Rising From the Wreckage of the East Village
For days after the disaster, Alan Kaufman says, he felt compelled to look at the ruins. Gazing at the aftermath of the March 26 explosion on Second Avenue and Seventh Street that killed two people and destroyed three buildings on the Lower East Side of Manhattan, he remembered how terrifying it was when he was homeless in the 1990s. He says he wanted to do something to help the victims and his beloved, culturally rich neighborhood.
Kaufman, the great nephew of Forward founder Abraham Cahan, and author of the memoir “Jew Boy,” which chronicled his struggles as the son of a Holocaust survivor, decided to organize a benefit at Theater 80 at 80 St. Mark’s Place. His first phone call was to Patti Smith, whose work is included in Kaufman’s anthology “The Outlaw Bible of American Poetry.”
“She stands for all the things the East Village stands for,” Kaufman told me.
At the benefit, held on Sunday, April 12, Smith consoled the crowd, saying, “When I was getting dressed to come over here, everything I put on — my socks, a clean T-shirt — I was thinking about people who now have nothing. They’ve lost everything. My point is, I realized every little thing I touched, my children’s pictures, my favorite books, I imagined what it’d be like to leave and come back and [find] everything is gone, and perhaps my beloved cat. We do need certain things.” She added, “I’m so happy that mostly everyone survived, but my thoughts are with them.”
“Activism really begins with just being a good neighbor, that’s really all it is,” Smith said.
Lorcan Otway, who is the owner of Theater 80 and who has lived for 51 years at 80 St. Mark’s Place, donated the use of his space — a former speakeasy where Frank Sinatra once performed and Billy Crystal ushered. He said the tragedy “was so close it shook the building.” But “whether it’s an explosion or an eviction,” the neighborhood is being threatened and Otway insists that “what’s built there has to fit the neighborhood and the tenants have to be allowed to move back in.”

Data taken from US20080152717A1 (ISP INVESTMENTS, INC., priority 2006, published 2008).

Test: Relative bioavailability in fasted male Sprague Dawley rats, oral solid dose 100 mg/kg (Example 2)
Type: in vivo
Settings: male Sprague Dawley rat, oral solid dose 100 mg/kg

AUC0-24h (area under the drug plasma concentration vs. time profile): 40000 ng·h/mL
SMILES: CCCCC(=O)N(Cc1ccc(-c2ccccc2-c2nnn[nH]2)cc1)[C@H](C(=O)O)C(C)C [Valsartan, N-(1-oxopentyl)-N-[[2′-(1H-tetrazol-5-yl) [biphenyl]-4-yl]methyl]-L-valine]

“This used to be a very strong, working class, Jewish community. It was a rich mosaic. We’re losing that,” Otway said.
Guitarist Lenny Kaye, who accompanied Patti Smith, has also lived in the neighborhood for half a century and can see the buildings’ ruins from his fire escape. He lamented the disappearance of an important corner. Penn Badgley, an actor from “Gossip Girl,” who also played musician Jeff Buckley in the film “Greetings From Tim Buckley,” performed with his band Mothxr. Badgley was on Second Avenue at the time of the explosion. Speaking after his two-song set, Badgley, 28, said, “The details are hard to remember because it was so surreal.” What he does recall, is a loud “pow,” after which the normally teeming street became “incredibly quiet.”
Kaufman’s event raised approximately $50,000, including a reported $36,000 contribution from Sting. The money goes to Good Old Lower East Side, a nonprofit that is aiding displaced residents, and whose personnel served as first responders to the blast.
Kaufman says he plans to organize another fundraiser featuring classical musicians, and says he remains optimistic about the neighborhood.
“So many young people come to the East Village looking for what I was looking for… the Beats, the hippies, politics,” he said.
Lisa Amand is a James Beard Award-winning writer.
This story "Rising From the Wreckage of the East Village" was written by Lisa Amand.